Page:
b. Store food and water
If you’ve ever wondered if calorie bombs serve a purpose, that purpose is food storage. Ideally, the foods you keep on hand will have some nutritional value; but it is equally important that they be calorie-dense to take the edge off until everyday eating habits can be resumed. FEMA recommends storing familiar comfort foods that require minimal or no water and/or preparation (dried fruit, cereals, canned vegetables, etc.) and half a gallon of drinking water per person per day.
c. Learn how to communicate if the power goes out
In the event that a person is trapped in a collapsed building, they will need a way to call attention to their whereabouts without dehydrating themselves. Leaving whistles about the house and carrying them throughout the day provides such an option. A portable radio and batteries are also recommended to keep you updated on important emergency broadcasts from the community.
d. Keep important documents handy and in one place
The Utah Seismic Safety Commission advises that insurance records, bank statements, and all the identification you need to renew your driver’s license should be readily accessible in case you ever need to grab them in a hurry. For added security, keep backups on a work computer, online, or in storage.
e. Prepare to protect yourself from the elements.
You should never return to a building after an earthquake unless the proper officials have given the green light. Hence, you might find yourself in an inclement environment for an extended period of time. Besides warm clothing, gloves, goggles, and easily portable blankets, plastic bags can be extremely useful as ponchos. Since banks are likely to suffer some damage in an earthquake, it also makes sense to keep some cash on hand.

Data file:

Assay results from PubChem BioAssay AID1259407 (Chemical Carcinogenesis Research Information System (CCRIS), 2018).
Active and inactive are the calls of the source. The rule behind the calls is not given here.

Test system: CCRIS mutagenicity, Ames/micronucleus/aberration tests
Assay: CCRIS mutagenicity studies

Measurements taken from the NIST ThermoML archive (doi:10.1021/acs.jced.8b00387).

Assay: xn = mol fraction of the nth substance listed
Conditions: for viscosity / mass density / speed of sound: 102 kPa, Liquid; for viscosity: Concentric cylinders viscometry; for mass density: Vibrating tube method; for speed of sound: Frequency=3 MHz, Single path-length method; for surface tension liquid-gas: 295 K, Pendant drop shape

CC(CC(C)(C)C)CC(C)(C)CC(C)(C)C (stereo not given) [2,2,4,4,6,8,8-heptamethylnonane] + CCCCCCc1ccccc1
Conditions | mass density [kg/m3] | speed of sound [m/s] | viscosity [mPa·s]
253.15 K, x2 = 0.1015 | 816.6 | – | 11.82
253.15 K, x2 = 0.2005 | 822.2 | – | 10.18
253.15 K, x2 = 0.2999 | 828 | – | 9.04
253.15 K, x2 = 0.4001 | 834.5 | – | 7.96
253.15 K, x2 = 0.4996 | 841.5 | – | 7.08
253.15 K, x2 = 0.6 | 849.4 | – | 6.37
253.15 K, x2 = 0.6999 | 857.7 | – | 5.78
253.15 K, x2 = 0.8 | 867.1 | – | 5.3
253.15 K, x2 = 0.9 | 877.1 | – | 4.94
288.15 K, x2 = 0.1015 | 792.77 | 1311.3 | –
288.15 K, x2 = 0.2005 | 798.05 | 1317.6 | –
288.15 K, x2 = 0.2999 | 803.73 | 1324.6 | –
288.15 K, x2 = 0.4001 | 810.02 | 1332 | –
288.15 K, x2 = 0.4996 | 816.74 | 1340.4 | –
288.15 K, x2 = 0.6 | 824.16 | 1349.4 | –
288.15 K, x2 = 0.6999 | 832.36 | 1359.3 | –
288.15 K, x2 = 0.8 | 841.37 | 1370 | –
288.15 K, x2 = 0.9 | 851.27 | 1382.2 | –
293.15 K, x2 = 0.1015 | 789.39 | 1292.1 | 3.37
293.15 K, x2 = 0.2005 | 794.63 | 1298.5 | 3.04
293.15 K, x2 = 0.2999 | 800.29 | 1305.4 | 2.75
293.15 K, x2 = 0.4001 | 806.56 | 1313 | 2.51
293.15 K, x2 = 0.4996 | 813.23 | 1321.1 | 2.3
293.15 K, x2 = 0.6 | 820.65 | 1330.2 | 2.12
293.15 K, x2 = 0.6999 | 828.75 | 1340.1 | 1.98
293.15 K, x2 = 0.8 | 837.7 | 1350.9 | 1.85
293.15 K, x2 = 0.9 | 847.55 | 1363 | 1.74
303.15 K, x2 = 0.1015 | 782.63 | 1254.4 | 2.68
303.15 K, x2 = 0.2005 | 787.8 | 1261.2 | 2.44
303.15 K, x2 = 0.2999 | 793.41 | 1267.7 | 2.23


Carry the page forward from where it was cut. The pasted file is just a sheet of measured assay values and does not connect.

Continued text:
f. Don’t forget pet food and restraints
Most shelters do not allow pets, so provisions will have to be made for them beforehand. An emergency food supply, some means for basic containment, even a back-up sitter should be arranged before they are needed. (Keep in mind that floods, fires, leakages, and earthquakes often come with earthquakes and that your home may not always be the safest option.)
3. Make an emergency plan
a. Seek training in emergency response and CPR
If, heaven forbid, you are ever witness to an injury in an earthquake, it may fall to you to treat or even resuscitate them. Should that be your lot, the last thing you want is to fall short of the occasion: learning CPR, treatment for shock victims, etc. now and preparing yourself mentally to carry out proper procedures could mean the difference between life and death at some point in the future.
b. Learn about the local Community Emergency Response Team (CERT)
Knowledge of CERT procedures arms you with knowledge that will help you find shelters, call for help, and even aid others in distress. You can find the nearest CERT by typing in your zip code here.
4. Learn the drill
a. Keep a flashlight and shoes by the bed
Visibility and mobility are your best friends in an emergency. Once an earthquake starts, there is no time to waste shuffling around in the dark: you’ll want to be ready and equipped to make a break for it if necessary.